Could you give an illustrative example of what the SELECT query looks
like and what is the data model - roughly what the table(s) look like,
and how it is indexed, and sizes, and if blobs/texts etc are used.
I can try it then on my cluster.
On 2011-10-20 17.38, paul@stripped wrote:
> Attached are the config.ini file (for the management nodes), my.cnf file
> (for the MySQLD API nodes, in this case for node 55), and the ndbd.cnf
> file (for the data nodes).
> Unfortunately I am not allowed to share the source code of my test
> program, I'm sorry.
> Thanks for your help, Paul
>> -------- Original Message --------
>> Subject: Re: Slow session (connection) set-up using MySQLD API
>> From: Jonas Oreland<jonas.oreland@stripped>
>> Date: Thu, October 20, 2011 4:06 pm
>> To: paul@stripped
>> Cc: cluster@stripped
>> On 10/20/11 15:31, paul@stripped wrote:
>>> I'm evaluating MySQL Cluster as a replacement for our current "normal"
>>> MySQL Server. The current server is processing many "update" queries per
>>> second, sent by a client application that always stays connected to the
>>> server. On the other hand, the server is serving "select" queries on the
>>> same table, using clients that disconnect after each query (i.e.,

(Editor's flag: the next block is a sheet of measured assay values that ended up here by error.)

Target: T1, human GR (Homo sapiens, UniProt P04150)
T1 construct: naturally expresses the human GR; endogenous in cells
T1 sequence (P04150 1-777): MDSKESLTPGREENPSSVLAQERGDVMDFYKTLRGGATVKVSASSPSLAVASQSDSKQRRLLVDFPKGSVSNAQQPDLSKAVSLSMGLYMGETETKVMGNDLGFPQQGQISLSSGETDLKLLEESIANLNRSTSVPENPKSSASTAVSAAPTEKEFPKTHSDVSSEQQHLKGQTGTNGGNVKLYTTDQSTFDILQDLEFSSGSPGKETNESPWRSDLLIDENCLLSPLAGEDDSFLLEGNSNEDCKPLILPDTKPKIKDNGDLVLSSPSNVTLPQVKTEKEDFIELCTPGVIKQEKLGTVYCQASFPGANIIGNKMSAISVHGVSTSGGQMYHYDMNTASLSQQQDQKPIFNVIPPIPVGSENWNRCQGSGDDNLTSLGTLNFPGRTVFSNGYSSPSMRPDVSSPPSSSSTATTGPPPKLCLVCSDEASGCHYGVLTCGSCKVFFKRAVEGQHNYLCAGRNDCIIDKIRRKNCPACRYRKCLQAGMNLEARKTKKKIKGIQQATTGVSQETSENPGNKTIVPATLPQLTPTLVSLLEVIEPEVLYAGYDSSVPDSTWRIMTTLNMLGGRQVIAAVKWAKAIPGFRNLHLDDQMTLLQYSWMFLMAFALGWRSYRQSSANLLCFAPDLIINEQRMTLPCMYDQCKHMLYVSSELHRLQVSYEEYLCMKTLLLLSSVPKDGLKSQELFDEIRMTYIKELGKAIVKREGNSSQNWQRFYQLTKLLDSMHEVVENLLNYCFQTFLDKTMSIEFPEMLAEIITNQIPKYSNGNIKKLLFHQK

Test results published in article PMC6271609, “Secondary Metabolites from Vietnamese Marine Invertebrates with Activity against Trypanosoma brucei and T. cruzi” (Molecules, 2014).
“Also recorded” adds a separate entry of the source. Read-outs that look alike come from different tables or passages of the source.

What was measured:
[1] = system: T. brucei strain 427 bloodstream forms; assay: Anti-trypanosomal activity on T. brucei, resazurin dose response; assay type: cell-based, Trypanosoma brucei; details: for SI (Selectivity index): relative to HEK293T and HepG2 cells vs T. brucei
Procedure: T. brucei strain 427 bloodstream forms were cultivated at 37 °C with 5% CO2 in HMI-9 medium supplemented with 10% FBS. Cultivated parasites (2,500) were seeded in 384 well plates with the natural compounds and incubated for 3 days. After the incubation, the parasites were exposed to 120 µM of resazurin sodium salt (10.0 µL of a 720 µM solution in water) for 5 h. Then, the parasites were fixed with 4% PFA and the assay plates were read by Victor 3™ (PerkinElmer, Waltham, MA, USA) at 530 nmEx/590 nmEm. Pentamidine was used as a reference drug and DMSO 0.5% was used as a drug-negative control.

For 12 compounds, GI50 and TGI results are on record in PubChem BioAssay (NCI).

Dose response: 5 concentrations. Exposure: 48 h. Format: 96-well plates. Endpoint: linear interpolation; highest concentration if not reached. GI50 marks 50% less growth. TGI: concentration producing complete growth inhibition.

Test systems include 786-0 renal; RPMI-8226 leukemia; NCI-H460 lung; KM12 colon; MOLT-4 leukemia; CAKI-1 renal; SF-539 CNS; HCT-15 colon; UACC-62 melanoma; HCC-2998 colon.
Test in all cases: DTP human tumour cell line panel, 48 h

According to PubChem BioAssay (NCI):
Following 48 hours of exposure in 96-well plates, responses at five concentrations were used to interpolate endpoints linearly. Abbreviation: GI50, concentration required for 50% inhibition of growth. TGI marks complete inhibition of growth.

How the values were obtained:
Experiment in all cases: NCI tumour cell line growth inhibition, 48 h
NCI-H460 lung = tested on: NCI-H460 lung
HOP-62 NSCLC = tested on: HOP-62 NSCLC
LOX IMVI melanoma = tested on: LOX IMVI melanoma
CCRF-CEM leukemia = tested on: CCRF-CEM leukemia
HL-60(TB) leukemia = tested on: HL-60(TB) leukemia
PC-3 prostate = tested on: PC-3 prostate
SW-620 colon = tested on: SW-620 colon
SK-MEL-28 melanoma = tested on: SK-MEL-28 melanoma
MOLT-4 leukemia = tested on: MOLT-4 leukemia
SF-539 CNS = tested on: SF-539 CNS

>>> requests coming from a web server, without connection pooling).
>>> In my evaluation I have observed that MySQL Cluster with two data nodes
>>> offers a superior "update" performance compared to a MySQL Server
>>> instance running on identical hardware. However, performance for the
>>> "select" queries is much worse on MySQL Cluster (using MYSQLD as API).
>>> Apparently MySQL Cluster has much more "overhead" setting up a session
>>> (connection). The difference between MySQL Server and MySQL Cluster is
>>> quite dramatic: In our test set-up MySQL Cluster could only server about
>>> 65 connect-select-disconnect cycles, whereas MySQL Server can easily
>>> handle 1000 and more cycles per second. This is quite a show-stopper for
>>> our purposes...
>>> Note that all queries are done using the primary key, and all updates
>>> and selects work on exactly one row. In total our test table contains
>>> 100,000 rows. The MySQL Server version used to test was 5.1 and MySQL
>>> Cluster was version 7.2.1 with MySQLD 5.5.
>>> Does anyone else has the same experience with MySQL Cluster? Is there
>>> any way to improve this connect-select-disconnect cycles?
>>> Thanks for your help,
>> Hi Paul,
>> Could you share your my.cnf and maybe your application (that does the SELECT) so
>> I can test for my self ?